This language is unambiguous – removal is prohibited only where a defendant, who is a resident of the forum state, has been “properly joined and served.” Here, at the time [defendant] removed this case to this Court. . .[it] had yet to be served. Moreover, there is no evidence that [defendant] was actively avoiding service. . . . Congress plainly intended to require service of the complaint, and not just proper joinder, to trigger the preclusion of removal by the forum resident defendant in a diversity case, and it did so by including the phrase “properly joined and served” so that a plaintiff could not frustrate removal of a diversity case by refraining from serving the resident defendant. To adopt plaintiff’s arguments here would read the words “and served” out of the statute.

Id. (various citations and case-specific dates omitted).
That started the ball rolling – at least for us.
Not every New Jersey district court judge agreed with Thompson. We reported on the emerging split of authority here. We discussed Fields v. Organon USA, Inc., 2007 WL 4365312 (D.N.J. Dec. 12, 2007), where the court decided it didn’t like the language of §1441(b) because a “literal interpretation. . .creates an opportunity for gamesmanship by defendants, which could not have been the intent of the legislature.” Id. at *5. We thought that was something of a “wow” proposition – that courts may take it upon themselves to rewrite statutes to eliminate opportunities for legal gamesmanship. Bye-bye Internal Revenue Code. Bye-bye CAFA. For that matter, bye-bye those parts of Hatch-Waxman that allow the pervasive patent-related back and forth that occurs between generic and branded drug manufacturers. While we’re on the subject, can we get judges to rewrite the New Jersey and Minnesota statutes of limitations to add a borrowing statute? Talk about game playing! Love loopholes or hate them, is it the business of judges, as opposed to legislatures and administrative agencies, to “improve” statutes, rules, and regulations to eliminate loopholes that those bodies saw fit to create?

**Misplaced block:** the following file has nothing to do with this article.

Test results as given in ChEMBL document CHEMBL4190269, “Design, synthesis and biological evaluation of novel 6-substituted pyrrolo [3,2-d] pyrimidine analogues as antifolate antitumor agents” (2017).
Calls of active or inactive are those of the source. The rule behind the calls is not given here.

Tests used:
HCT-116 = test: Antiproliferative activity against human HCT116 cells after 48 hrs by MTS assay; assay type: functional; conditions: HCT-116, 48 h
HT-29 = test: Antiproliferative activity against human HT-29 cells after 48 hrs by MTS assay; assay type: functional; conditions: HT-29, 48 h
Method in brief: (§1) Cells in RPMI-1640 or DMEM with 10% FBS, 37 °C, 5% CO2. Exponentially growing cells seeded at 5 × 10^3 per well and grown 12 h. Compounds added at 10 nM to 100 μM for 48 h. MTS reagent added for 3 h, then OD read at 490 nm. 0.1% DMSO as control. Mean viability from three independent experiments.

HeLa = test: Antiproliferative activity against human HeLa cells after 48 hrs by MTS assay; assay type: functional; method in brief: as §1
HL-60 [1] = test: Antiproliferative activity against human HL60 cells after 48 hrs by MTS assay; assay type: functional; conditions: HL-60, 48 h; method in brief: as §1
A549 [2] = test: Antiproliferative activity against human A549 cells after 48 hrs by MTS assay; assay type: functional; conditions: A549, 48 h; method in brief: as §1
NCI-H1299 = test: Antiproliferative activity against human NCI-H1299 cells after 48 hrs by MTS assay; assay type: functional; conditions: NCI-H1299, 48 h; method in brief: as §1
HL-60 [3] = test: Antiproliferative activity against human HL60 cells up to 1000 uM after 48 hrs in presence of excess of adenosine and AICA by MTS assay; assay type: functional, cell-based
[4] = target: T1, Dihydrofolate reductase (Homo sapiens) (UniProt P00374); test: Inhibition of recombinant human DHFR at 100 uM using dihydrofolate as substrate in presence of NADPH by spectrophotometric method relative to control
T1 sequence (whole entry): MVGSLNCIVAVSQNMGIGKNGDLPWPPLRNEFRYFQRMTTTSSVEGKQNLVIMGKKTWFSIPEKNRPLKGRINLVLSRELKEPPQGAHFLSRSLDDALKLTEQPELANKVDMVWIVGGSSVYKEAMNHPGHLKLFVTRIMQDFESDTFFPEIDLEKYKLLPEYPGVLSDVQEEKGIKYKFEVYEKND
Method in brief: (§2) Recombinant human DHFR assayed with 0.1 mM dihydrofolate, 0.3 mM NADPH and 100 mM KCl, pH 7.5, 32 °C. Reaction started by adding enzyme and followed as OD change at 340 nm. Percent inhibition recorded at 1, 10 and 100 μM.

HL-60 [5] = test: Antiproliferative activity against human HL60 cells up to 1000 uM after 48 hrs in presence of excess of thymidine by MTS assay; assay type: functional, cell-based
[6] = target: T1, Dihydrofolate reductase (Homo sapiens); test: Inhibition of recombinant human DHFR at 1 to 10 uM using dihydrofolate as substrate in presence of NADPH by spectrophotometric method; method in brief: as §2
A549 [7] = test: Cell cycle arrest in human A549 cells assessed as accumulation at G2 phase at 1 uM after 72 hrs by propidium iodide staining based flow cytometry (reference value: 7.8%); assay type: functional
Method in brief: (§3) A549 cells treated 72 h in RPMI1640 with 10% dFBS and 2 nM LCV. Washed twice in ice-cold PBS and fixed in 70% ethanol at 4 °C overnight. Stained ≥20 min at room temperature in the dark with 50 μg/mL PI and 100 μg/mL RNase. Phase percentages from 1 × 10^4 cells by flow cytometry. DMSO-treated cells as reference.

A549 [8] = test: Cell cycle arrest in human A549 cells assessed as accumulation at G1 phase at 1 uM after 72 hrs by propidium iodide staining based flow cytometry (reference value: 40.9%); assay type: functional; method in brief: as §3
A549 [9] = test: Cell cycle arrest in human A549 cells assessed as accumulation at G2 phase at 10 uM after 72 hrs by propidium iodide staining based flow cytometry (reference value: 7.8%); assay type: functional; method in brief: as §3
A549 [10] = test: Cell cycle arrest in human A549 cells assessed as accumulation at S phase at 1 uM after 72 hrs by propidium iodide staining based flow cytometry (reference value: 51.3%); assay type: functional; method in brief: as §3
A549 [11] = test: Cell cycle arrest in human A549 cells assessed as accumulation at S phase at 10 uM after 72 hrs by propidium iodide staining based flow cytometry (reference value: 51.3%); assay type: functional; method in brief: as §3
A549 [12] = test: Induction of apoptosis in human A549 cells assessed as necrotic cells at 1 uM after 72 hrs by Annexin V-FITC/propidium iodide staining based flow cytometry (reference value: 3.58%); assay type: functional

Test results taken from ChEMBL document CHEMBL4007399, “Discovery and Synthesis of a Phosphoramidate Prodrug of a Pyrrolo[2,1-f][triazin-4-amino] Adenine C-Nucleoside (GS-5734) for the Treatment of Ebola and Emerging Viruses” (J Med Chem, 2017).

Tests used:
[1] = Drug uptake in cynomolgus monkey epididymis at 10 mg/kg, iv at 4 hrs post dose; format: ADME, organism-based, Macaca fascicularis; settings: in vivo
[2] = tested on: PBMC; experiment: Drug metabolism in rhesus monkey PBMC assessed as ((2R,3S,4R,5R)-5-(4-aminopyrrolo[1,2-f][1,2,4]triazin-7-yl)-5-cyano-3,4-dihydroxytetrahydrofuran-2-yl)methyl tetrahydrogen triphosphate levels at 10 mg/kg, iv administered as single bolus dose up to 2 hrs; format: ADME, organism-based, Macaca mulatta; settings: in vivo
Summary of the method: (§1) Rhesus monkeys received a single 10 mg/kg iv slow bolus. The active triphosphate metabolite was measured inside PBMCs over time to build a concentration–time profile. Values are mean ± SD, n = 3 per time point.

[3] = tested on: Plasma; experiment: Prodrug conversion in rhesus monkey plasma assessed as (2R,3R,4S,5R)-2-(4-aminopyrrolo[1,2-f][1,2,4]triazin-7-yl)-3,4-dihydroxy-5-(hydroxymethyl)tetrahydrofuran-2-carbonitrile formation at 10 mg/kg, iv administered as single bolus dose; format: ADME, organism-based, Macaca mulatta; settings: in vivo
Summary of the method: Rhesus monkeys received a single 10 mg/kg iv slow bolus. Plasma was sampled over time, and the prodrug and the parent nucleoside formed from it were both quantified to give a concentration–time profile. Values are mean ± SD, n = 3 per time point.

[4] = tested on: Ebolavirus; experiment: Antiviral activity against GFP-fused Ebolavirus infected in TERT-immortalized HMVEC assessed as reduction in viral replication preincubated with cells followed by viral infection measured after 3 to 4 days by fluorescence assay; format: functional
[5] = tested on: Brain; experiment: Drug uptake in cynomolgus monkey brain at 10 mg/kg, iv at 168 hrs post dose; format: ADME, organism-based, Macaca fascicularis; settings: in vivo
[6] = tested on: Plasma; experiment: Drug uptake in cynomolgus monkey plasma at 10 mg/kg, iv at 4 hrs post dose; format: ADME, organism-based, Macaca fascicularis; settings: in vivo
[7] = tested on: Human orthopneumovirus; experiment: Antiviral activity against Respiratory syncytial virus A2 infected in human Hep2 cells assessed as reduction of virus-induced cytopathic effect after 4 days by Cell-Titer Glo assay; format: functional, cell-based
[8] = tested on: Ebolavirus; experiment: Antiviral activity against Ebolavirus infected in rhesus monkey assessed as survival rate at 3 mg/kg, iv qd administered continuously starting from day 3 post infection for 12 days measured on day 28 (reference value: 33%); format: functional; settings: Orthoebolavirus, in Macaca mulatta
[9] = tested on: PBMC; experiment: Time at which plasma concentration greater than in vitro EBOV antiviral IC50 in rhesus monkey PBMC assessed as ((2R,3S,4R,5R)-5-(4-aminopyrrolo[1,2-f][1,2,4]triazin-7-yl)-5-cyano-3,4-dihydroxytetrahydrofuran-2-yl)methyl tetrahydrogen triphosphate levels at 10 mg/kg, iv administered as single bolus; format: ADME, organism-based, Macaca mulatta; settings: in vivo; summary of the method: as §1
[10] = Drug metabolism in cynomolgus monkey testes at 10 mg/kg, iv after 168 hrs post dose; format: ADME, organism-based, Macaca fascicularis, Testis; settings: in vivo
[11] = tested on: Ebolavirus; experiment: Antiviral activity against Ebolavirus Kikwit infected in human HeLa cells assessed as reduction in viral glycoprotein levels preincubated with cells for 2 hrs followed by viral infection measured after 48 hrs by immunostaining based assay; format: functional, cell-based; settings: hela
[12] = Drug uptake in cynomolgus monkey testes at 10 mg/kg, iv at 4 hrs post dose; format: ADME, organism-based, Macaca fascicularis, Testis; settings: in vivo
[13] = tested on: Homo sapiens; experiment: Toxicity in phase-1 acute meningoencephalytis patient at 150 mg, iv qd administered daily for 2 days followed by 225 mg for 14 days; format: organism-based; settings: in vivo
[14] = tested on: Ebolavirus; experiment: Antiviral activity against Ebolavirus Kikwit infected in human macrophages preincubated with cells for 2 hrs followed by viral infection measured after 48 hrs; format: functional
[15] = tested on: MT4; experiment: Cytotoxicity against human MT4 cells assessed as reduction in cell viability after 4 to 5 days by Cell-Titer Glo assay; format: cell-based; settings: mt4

We continued our fixation with pre-service removal here, reporting on Allen v. GlaxoSmithKline PLC, 2008 WL 2247067 (E.D. Pa. May 30, 2008). Allen was significant for implying a limitation on the “filed and served” language that would preclude reliance by an “unserved, in-state defendant.” Id. at *4. “Logic and policy” trumped the conceded language of the statute:

However, this reading controverts the logic and policy behind diversity jurisdiction . . . . [T]he intent behind the “joined and served” requirement is to avoid gamesmanship by preventing plaintiffs from joining forum defendants merely to preclude federal jurisdiction. Given this intent, it would be especially absurd to interpret the same “joined and served” requirement to actually condone a similar kind of gamesmanship from defendants-removing before service, in order to later claim federal jurisdiction, for lack of proper service.

Id. What about the fact that Congress had taken action to amend §1441 to preclude the first type of “gamesmanship,” but not the second? That didn’t seem to matter. Once courts slip the reins of adherence to statutory language, they are free to head off in many directions. Id. at *5 (“[a]lthough no other court appears to have reached such a conclusion, I adopt it as an alternative, but viable interpretation of the statute”).